In an aircraft with mixed propulsion (also referred to as a hybrid aircraft ), the propulsion of the aircraft is achieved by a combination of different engines ( hybrid propulsion ). Such aircraft were used from the 1940s to give military aircraft a special performance in certain situations.
Jet engine and rocket engine
A rocket engine was used when particularly high demands were placed on climbing performance.
With the increase in efficiency and performance of jet engines, in particular through the introduction of turbofans with afterburner , these combinations were no longer required from around the mid-1950s.
Remarkably, this combination is used in the high-speed land vehicle Bloodhound SSC (as of 2017).
Rocket propulsion and nuclear propulsion
A nuclear-powered ramjet, which should have been brought up to the necessary speed by rocket propulsion, was developed for the Pluto project.
Turbine jet engine and ramjet engine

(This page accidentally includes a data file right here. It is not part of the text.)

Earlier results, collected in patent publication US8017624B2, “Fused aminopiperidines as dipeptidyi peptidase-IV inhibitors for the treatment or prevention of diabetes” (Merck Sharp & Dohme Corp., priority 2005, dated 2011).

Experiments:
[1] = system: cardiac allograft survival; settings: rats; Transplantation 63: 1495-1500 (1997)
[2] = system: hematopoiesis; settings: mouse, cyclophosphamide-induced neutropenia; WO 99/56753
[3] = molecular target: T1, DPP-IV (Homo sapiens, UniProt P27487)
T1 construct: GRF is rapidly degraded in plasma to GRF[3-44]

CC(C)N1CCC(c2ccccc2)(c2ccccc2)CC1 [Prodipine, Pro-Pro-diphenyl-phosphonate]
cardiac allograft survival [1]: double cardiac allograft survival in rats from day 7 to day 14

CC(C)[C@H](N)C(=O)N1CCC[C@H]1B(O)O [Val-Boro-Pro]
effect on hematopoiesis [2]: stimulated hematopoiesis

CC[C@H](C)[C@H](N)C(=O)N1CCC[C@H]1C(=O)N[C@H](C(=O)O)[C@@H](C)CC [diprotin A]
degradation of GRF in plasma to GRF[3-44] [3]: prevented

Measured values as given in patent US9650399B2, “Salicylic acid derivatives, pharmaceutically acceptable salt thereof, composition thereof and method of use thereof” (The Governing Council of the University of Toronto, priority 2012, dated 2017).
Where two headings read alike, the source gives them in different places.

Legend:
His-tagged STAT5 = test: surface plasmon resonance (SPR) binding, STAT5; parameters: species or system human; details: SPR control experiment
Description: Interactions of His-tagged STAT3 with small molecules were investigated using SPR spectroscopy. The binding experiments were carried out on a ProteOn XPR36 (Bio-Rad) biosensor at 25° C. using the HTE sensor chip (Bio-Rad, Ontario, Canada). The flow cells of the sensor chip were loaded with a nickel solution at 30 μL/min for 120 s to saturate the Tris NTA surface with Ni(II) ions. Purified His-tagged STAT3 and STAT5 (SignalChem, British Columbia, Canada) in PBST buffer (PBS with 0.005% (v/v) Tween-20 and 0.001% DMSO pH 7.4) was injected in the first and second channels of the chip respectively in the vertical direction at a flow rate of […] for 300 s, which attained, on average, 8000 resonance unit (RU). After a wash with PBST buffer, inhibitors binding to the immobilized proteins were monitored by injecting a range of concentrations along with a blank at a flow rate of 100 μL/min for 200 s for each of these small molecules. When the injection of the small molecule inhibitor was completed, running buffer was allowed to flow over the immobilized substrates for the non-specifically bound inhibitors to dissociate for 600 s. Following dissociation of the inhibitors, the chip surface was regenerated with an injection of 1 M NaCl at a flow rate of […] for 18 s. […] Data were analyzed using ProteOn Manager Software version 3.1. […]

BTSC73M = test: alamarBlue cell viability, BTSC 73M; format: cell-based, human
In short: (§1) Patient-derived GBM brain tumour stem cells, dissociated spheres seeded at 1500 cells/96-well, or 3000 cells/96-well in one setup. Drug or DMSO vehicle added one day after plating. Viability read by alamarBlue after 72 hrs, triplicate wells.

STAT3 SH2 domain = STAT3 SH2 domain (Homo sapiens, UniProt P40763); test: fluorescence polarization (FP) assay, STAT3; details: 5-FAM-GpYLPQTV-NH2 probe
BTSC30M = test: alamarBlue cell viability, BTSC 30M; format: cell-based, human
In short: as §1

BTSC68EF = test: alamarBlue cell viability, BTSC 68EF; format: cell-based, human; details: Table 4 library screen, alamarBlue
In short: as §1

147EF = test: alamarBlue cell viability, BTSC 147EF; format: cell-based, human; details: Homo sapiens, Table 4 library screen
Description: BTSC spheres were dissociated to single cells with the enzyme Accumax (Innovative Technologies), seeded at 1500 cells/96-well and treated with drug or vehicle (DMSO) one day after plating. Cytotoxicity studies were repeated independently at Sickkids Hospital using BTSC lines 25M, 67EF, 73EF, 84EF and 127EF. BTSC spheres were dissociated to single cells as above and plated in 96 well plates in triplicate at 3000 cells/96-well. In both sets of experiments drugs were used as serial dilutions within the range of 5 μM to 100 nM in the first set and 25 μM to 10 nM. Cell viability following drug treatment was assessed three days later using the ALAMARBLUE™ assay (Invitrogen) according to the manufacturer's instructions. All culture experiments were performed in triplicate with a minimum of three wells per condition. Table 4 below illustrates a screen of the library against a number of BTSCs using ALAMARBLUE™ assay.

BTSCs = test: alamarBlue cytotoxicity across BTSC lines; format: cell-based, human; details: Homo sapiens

This combination is still relevant when it comes to reaching the highest speeds. This is because the turbine jet engine reaches physical limits at high speeds, while the ramjet engine only begins to function at high speeds. An older example of this combination is the Nord 1500 Griffon. The Pratt & Whitney J58 of the SR-71 also combines both types of engines in one engine, depending on the speed.
An example of a current development project that includes such a hybrid drive is the ESA's Long-Term Advanced Propulsion Concepts and Technologies (LAPCAT) project .
Rocket engine and ramjet engine
The Boeing X-51 project, carried out from 2010 to 2013, was supposed to achieve a speed of Mach 6+ by using a rocket engine to accelerate it to around Mach 4.8 in the initial phase and then igniting a ramjet.
- Willy JG Bräunling: aircraft engines. 4th edition, Springer Vieweg Verlag, Heidelberg 2015, ISBN 978-3-642-34538-8 .
- Aviation Paperback . JF Lehmann publisher, 1957.